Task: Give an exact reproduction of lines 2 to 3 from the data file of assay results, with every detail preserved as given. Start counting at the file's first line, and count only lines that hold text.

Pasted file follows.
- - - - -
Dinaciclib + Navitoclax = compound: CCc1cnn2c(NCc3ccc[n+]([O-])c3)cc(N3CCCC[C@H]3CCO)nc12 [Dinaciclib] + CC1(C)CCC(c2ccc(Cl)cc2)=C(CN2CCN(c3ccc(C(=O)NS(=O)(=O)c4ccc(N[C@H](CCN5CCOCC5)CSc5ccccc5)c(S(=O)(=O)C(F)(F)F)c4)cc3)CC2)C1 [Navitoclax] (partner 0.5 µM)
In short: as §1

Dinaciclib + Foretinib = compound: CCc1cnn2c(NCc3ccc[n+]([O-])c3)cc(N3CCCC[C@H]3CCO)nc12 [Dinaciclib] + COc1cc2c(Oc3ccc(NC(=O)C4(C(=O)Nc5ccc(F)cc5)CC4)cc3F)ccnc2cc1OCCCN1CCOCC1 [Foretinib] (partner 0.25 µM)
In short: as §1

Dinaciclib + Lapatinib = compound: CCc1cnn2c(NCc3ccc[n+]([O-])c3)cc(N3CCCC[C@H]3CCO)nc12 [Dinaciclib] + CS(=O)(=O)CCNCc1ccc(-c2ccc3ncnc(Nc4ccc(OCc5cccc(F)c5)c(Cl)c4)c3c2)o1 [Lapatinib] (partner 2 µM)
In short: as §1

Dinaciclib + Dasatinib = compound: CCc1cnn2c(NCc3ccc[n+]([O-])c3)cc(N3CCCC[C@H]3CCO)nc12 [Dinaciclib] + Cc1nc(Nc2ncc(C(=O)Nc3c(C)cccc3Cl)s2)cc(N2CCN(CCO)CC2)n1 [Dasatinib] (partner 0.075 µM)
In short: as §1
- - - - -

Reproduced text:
In short: as §1

Dinaciclib + Foretinib = compound: CCc1cnn2c(NCc3ccc[n+]([O-])c3)cc(N3CCCC[C@H]3CCO)nc12 [Dinaciclib] + COc1cc2c(Oc3ccc(NC(=O)C4(C(=O)Nc5ccc(F)cc5)CC4)cc3F)ccnc2cc1OCCCN1CCOCC1 [Foretinib] (partner 0.25 µM)